Government to continue planning for the possibility of a no-deal Brexit
SEE ALSO :No-deal Brexit more likely by the dayThe embattled Prime Minister, whose deal has been rejected by MPs three times, also uses the message to make clear that she will "do everything we can to get agreement through Parliament so that we can leave the EU as soon as possible", after EU leaders handed her an Article 50 extension that could run up until 31 October if no agreement is passed. May has held a round of talks with Labour leader Jeremy Corbyn to try and thrash out a compromise deal, and said last week that she would continue to try and get a deal through Parliament by 22 May in a bid to avoid the UK having to take part in European Parliament elections. She told officials in the latest message: "I agreed with fellow EU leaders last week to extend the Article 50 period, but while we have an extension until the end of October, that does not mean we should use it. So as a government we will continue to do everything we can to get agreement through Parliament so that we can leave the EU as soon as possible. "That means continuing our talks with the Opposition and working to seek a way forward so we can get the support of Parliament for a deal on the basis of the Withdrawal Agreement." The Prime Minister also uses the email to heap praise on the civil service, which has been a frequent target of criticism from Brexiteers since the 2016 vote.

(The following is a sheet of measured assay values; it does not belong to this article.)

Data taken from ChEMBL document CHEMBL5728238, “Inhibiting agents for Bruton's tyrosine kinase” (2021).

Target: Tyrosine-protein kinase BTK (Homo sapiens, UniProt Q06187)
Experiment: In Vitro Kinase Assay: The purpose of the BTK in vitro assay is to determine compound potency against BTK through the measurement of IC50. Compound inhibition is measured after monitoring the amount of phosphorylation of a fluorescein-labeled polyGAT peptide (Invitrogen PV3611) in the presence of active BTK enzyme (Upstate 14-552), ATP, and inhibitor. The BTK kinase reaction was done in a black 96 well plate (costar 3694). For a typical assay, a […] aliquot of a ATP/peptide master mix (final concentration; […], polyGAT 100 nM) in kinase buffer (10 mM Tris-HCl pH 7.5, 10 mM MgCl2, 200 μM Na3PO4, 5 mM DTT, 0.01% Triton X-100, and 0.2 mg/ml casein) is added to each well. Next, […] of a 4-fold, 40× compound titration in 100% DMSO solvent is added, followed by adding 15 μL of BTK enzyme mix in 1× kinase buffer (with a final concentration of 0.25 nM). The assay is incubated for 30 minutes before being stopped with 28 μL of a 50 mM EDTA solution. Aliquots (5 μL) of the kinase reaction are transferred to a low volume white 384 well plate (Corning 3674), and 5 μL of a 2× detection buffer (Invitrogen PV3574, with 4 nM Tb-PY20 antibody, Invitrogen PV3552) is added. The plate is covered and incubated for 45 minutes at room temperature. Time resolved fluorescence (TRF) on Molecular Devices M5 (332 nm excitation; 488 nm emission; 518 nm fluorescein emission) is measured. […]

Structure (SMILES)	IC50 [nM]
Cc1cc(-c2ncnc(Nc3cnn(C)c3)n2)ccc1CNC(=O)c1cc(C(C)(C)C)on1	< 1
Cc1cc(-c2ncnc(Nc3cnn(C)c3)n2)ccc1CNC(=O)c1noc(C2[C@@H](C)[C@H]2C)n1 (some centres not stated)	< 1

SEE ALSO :Britain scrambles for Brexit consensusBritish Prime Minister Theresa May has said the government will continue to plan for the possibility of a no-deal Brexit, her spokesman said on Monday. May made the comment in an internal note to staff. The European Union last week delayed Brexit until the end of October, averting, for now at least, the risk of an abrupt British departure from the bloc which investors fear would hurt the economy. May’s spokesman also told reporters on Monday that the prime minister was not thinking about calling an early national election as a way to break the Brexit impasse in parliament.